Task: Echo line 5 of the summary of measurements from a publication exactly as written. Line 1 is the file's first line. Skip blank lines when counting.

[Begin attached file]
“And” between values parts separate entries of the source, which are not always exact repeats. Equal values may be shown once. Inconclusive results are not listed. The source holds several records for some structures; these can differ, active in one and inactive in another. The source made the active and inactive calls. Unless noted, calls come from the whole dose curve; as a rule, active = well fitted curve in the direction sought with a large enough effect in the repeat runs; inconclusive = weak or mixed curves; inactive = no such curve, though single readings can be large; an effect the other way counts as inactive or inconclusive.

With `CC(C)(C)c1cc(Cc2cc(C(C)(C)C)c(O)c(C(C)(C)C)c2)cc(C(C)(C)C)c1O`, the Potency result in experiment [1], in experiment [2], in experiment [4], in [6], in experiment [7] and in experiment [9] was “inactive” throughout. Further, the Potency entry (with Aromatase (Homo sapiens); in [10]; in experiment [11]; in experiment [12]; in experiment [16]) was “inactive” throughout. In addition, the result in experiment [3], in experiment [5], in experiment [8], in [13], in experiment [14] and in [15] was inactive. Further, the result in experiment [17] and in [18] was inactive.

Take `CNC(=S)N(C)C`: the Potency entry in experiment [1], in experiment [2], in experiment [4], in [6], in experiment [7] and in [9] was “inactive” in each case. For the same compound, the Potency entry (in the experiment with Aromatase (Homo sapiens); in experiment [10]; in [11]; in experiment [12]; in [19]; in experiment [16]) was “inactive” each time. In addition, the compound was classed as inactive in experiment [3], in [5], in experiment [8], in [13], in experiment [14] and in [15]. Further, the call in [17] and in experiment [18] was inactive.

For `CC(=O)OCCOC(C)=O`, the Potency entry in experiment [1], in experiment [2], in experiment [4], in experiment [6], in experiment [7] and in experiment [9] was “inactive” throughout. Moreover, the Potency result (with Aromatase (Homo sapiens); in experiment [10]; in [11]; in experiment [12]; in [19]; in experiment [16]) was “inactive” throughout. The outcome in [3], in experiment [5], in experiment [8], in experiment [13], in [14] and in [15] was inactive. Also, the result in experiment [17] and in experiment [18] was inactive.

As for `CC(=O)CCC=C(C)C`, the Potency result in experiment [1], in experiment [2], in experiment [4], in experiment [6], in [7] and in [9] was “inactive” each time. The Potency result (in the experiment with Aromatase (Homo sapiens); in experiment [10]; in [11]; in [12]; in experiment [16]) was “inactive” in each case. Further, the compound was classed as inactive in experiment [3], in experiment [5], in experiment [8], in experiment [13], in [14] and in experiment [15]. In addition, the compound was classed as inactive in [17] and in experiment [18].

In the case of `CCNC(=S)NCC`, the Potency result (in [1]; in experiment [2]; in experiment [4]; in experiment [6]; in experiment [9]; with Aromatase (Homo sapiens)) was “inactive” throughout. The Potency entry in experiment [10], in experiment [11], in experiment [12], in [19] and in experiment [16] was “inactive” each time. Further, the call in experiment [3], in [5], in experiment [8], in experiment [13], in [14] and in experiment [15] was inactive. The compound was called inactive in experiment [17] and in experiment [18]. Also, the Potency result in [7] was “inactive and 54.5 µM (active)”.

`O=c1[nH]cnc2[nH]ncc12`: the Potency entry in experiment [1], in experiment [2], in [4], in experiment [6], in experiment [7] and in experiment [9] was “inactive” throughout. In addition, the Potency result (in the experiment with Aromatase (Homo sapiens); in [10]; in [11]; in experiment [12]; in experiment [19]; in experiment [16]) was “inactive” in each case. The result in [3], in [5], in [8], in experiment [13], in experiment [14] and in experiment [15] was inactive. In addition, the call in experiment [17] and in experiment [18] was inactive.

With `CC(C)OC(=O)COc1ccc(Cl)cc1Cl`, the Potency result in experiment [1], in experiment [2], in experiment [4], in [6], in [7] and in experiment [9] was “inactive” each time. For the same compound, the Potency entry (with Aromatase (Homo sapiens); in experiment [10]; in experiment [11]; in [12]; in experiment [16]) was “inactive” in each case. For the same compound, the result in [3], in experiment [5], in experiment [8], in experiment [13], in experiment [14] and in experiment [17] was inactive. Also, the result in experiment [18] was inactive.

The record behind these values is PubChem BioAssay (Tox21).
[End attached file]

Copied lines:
As for `CC(=O)CCC=C(C)C`, the Potency result in experiment [1], in experiment [2], in experiment [4], in experiment [6], in [7] and in [9] was “inactive” each time. The Potency result (in the experiment with Aromatase (Homo sapiens); in experiment [10]; in [11]; in [12]; in experiment [16]) was “inactive” in each case. Further, the compound was classed as inactive in experiment [3], in experiment [5], in experiment [8], in experiment [13], in [14] and in experiment [15]. In addition, the compound was classed as inactive in [17] and in experiment [18].